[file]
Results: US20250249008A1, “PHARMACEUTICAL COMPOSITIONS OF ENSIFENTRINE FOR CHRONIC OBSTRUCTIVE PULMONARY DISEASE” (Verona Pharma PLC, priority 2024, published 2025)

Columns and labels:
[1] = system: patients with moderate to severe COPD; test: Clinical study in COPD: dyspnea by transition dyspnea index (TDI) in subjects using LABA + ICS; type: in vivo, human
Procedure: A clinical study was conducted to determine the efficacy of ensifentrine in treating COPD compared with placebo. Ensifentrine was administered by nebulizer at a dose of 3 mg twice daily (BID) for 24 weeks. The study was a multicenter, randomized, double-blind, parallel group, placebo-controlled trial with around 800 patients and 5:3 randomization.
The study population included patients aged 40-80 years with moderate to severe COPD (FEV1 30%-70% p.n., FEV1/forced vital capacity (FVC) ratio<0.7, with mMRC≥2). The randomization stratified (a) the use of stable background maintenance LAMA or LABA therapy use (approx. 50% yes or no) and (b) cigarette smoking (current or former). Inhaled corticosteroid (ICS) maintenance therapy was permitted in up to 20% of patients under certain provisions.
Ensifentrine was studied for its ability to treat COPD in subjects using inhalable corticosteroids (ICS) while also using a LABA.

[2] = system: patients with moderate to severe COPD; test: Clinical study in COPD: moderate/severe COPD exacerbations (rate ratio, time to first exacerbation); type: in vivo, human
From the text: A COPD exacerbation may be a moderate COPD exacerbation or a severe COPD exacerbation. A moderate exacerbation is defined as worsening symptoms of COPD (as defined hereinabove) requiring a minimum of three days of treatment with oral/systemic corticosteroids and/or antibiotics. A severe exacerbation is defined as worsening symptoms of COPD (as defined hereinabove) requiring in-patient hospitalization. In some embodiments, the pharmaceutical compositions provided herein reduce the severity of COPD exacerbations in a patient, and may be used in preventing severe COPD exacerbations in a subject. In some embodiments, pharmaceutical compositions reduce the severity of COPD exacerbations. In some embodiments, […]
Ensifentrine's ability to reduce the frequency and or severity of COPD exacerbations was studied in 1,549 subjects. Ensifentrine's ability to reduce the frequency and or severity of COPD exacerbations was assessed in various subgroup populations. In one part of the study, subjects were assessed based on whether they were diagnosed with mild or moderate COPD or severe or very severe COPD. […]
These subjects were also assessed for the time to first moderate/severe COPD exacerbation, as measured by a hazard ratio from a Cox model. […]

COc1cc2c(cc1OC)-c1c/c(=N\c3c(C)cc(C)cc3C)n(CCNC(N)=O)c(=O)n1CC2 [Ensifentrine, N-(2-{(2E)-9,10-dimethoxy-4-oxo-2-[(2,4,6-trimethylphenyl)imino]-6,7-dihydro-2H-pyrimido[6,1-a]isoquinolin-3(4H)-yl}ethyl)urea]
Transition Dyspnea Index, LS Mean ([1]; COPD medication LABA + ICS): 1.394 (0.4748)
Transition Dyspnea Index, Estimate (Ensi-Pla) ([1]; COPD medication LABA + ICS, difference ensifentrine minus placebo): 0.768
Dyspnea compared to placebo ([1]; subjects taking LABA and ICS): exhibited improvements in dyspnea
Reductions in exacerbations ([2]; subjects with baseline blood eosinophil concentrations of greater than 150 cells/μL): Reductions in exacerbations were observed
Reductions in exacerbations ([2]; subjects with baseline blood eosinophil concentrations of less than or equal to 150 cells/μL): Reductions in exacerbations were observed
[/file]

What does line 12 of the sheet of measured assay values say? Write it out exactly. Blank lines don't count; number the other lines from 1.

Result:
Transition Dyspnea Index, LS Mean ([1]; COPD medication LABA + ICS): 1.394 (0.4748)